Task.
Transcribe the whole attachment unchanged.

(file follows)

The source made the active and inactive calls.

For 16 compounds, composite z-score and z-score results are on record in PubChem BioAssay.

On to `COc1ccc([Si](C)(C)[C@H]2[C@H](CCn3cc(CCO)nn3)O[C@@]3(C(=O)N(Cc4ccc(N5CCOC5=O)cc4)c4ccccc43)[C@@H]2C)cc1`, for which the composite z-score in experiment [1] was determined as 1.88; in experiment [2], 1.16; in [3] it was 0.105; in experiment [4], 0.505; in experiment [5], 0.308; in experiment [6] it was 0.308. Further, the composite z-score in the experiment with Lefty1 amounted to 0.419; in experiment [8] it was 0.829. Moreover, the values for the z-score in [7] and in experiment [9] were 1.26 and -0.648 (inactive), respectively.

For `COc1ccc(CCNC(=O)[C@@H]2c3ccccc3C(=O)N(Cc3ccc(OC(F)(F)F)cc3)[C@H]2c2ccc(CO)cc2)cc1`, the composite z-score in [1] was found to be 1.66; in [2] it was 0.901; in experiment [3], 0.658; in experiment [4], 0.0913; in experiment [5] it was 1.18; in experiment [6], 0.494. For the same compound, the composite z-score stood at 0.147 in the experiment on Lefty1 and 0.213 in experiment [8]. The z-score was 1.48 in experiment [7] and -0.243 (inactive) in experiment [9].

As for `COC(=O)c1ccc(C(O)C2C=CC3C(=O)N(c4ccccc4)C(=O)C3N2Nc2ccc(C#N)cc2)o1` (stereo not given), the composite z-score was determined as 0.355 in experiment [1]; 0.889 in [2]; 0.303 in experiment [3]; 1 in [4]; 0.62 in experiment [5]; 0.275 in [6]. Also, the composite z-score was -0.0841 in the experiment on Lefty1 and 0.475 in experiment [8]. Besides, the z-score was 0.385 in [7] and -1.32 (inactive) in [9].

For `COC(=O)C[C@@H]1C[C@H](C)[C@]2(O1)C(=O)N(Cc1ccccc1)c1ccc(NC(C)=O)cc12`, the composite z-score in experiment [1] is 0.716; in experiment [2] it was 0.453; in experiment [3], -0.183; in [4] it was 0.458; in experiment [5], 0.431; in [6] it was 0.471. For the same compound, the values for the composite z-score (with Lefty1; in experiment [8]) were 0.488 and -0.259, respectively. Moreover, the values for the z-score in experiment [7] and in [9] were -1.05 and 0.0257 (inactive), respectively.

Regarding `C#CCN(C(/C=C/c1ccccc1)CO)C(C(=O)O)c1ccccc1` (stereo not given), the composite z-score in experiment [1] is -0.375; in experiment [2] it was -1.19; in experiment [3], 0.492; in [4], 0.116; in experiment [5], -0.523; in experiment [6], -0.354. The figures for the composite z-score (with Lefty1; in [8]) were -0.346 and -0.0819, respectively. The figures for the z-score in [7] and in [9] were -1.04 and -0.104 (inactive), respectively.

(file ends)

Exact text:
The source made the active and inactive calls.

For 16 compounds, composite z-score and z-score results are on record in PubChem BioAssay.

On to `COc1ccc([Si](C)(C)[C@H]2[C@H](CCn3cc(CCO)nn3)O[C@@]3(C(=O)N(Cc4ccc(N5CCOC5=O)cc4)c4ccccc43)[C@@H]2C)cc1`, for which the composite z-score in experiment [1] was determined as 1.88; in experiment [2], 1.16; in [3] it was 0.105; in experiment [4], 0.505; in experiment [5], 0.308; in experiment [6] it was 0.308. Further, the composite z-score in the experiment with Lefty1 amounted to 0.419; in experiment [8] it was 0.829. Moreover, the values for the z-score in [7] and in experiment [9] were 1.26 and -0.648 (inactive), respectively.

For `COc1ccc(CCNC(=O)[C@@H]2c3ccccc3C(=O)N(Cc3ccc(OC(F)(F)F)cc3)[C@H]2c2ccc(CO)cc2)cc1`, the composite z-score in [1] was found to be 1.66; in [2] it was 0.901; in experiment [3], 0.658; in experiment [4], 0.0913; in experiment [5] it was 1.18; in experiment [6], 0.494. For the same compound, the composite z-score stood at 0.147 in the experiment on Lefty1 and 0.213 in experiment [8]. The z-score was 1.48 in experiment [7] and -0.243 (inactive) in experiment [9].

As for `COC(=O)c1ccc(C(O)C2C=CC3C(=O)N(c4ccccc4)C(=O)C3N2Nc2ccc(C#N)cc2)o1` (stereo not given), the composite z-score was determined as 0.355 in experiment [1]; 0.889 in [2]; 0.303 in experiment [3]; 1 in [4]; 0.62 in experiment [5]; 0.275 in [6]. Also, the composite z-score was -0.0841 in the experiment on Lefty1 and 0.475 in experiment [8]. Besides, the z-score was 0.385 in [7] and -1.32 (inactive) in [9].

For `COC(=O)C[C@@H]1C[C@H](C)[C@]2(O1)C(=O)N(Cc1ccccc1)c1ccc(NC(C)=O)cc12`, the composite z-score in experiment [1] is 0.716; in experiment [2] it was 0.453; in experiment [3], -0.183; in [4] it was 0.458; in experiment [5], 0.431; in [6] it was 0.471. For the same compound, the values for the composite z-score (with Lefty1; in experiment [8]) were 0.488 and -0.259, respectively. Moreover, the values for the z-score in experiment [7] and in [9] were -1.05 and 0.0257 (inactive), respectively.

Regarding `C#CCN(C(/C=C/c1ccccc1)CO)C(C(=O)O)c1ccccc1` (stereo not given), the composite z-score in experiment [1] is -0.375; in experiment [2] it was -1.19; in experiment [3], 0.492; in [4], 0.116; in experiment [5], -0.523; in experiment [6], -0.354. The figures for the composite z-score (with Lefty1; in [8]) were -0.346 and -0.0819, respectively. The figures for the z-score in [7] and in [9] were -1.04 and -0.104 (inactive), respectively.